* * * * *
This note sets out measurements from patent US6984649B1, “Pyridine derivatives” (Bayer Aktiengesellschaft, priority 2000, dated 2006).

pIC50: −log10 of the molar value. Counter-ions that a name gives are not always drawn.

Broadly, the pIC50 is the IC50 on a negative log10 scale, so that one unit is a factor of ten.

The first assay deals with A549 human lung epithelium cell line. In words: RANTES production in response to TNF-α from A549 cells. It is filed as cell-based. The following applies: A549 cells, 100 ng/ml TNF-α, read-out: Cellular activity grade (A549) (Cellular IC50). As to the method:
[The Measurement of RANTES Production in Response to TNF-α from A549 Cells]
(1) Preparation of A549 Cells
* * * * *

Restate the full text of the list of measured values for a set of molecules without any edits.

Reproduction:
This note sets out measurements from patent US6984649B1, “Pyridine derivatives” (Bayer Aktiengesellschaft, priority 2000, dated 2006).

pIC50: −log10 of the molar value. Counter-ions that a name gives are not always drawn.

Broadly, the pIC50 is the IC50 on a negative log10 scale, so that one unit is a factor of ten.

The first assay deals with A549 human lung epithelium cell line. In words: RANTES production in response to TNF-α from A549 cells. It is filed as cell-based. The following applies: A549 cells, 100 ng/ml TNF-α, read-out: Cellular activity grade (A549) (Cellular IC50). As to the method:
[The Measurement of RANTES Production in Response to TNF-α from A549 Cells]
(1) Preparation of A549 Cells